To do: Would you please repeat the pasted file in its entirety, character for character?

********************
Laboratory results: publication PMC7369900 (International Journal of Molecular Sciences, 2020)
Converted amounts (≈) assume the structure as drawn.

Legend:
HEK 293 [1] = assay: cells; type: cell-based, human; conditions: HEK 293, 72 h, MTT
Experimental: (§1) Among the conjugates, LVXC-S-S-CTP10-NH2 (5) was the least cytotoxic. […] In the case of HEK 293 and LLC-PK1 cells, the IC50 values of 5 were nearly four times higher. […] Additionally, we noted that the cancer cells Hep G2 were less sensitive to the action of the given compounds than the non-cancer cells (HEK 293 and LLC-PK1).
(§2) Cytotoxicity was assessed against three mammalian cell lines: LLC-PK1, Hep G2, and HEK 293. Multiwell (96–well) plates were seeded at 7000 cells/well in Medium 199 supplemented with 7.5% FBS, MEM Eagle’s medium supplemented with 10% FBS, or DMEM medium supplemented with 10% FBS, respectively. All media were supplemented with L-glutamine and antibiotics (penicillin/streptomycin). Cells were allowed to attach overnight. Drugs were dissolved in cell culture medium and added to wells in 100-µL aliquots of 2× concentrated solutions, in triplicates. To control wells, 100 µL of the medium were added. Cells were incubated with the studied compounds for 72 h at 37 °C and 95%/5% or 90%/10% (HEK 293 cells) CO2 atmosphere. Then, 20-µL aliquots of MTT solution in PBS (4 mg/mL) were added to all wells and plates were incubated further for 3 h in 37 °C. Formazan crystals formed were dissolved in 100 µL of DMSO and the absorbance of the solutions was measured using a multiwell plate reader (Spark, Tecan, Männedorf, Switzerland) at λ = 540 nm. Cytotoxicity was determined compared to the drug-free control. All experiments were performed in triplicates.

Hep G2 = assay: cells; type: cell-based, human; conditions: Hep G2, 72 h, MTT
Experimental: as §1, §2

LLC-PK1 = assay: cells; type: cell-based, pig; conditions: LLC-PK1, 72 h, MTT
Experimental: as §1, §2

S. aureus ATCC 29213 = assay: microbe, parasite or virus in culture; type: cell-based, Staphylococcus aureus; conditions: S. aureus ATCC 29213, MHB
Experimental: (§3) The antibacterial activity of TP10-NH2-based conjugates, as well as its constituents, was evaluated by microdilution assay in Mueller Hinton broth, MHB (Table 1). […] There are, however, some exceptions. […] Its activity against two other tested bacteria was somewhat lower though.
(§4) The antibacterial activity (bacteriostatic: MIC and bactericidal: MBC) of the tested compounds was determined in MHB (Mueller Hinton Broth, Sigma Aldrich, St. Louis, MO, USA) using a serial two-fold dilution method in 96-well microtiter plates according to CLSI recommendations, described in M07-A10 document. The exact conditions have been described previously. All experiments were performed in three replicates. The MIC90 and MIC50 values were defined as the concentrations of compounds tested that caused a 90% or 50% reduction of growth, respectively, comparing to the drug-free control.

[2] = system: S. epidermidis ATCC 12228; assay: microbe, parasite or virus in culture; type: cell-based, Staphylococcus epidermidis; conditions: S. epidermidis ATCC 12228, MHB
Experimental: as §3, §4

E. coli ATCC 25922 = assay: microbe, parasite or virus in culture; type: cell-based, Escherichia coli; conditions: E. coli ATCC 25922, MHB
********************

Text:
Laboratory results: publication PMC7369900 (International Journal of Molecular Sciences, 2020)
Converted amounts (≈) assume the structure as drawn.

Legend:
HEK 293 [1] = assay: cells; type: cell-based, human; conditions: HEK 293, 72 h, MTT
Experimental: (§1) Among the conjugates, LVXC-S-S-CTP10-NH2 (5) was the least cytotoxic. […] In the case of HEK 293 and LLC-PK1 cells, the IC50 values of 5 were nearly four times higher. […] Additionally, we noted that the cancer cells Hep G2 were less sensitive to the action of the given compounds than the non-cancer cells (HEK 293 and LLC-PK1).
(§2) Cytotoxicity was assessed against three mammalian cell lines: LLC-PK1, Hep G2, and HEK 293. Multiwell (96–well) plates were seeded at 7000 cells/well in Medium 199 supplemented with 7.5% FBS, MEM Eagle’s medium supplemented with 10% FBS, or DMEM medium supplemented with 10% FBS, respectively. All media were supplemented with L-glutamine and antibiotics (penicillin/streptomycin). Cells were allowed to attach overnight. Drugs were dissolved in cell culture medium and added to wells in 100-µL aliquots of 2× concentrated solutions, in triplicates. To control wells, 100 µL of the medium were added. Cells were incubated with the studied compounds for 72 h at 37 °C and 95%/5% or 90%/10% (HEK 293 cells) CO2 atmosphere. Then, 20-µL aliquots of MTT solution in PBS (4 mg/mL) were added to all wells and plates were incubated further for 3 h in 37 °C. Formazan crystals formed were dissolved in 100 µL of DMSO and the absorbance of the solutions was measured using a multiwell plate reader (Spark, Tecan, Männedorf, Switzerland) at λ = 540 nm. Cytotoxicity was determined compared to the drug-free control. All experiments were performed in triplicates.

Hep G2 = assay: cells; type: cell-based, human; conditions: Hep G2, 72 h, MTT
Experimental: as §1, §2

LLC-PK1 = assay: cells; type: cell-based, pig; conditions: LLC-PK1, 72 h, MTT
Experimental: as §1, §2

S. aureus ATCC 29213 = assay: microbe, parasite or virus in culture; type: cell-based, Staphylococcus aureus; conditions: S. aureus ATCC 29213, MHB
Experimental: (§3) The antibacterial activity of TP10-NH2-based conjugates, as well as its constituents, was evaluated by microdilution assay in Mueller Hinton broth, MHB (Table 1). […] There are, however, some exceptions. […] Its activity against two other tested bacteria was somewhat lower though.
(§4) The antibacterial activity (bacteriostatic: MIC and bactericidal: MBC) of the tested compounds was determined in MHB (Mueller Hinton Broth, Sigma Aldrich, St. Louis, MO, USA) using a serial two-fold dilution method in 96-well microtiter plates according to CLSI recommendations, described in M07-A10 document. The exact conditions have been described previously. All experiments were performed in three replicates. The MIC90 and MIC50 values were defined as the concentrations of compounds tested that caused a 90% or 50% reduction of growth, respectively, comparing to the drug-free control.

[2] = system: S. epidermidis ATCC 12228; assay: microbe, parasite or virus in culture; type: cell-based, Staphylococcus epidermidis; conditions: S. epidermidis ATCC 12228, MHB
Experimental: as §3, §4

E. coli ATCC 25922 = assay: microbe, parasite or virus in culture; type: cell-based, Escherichia coli; conditions: E. coli ATCC 25922, MHB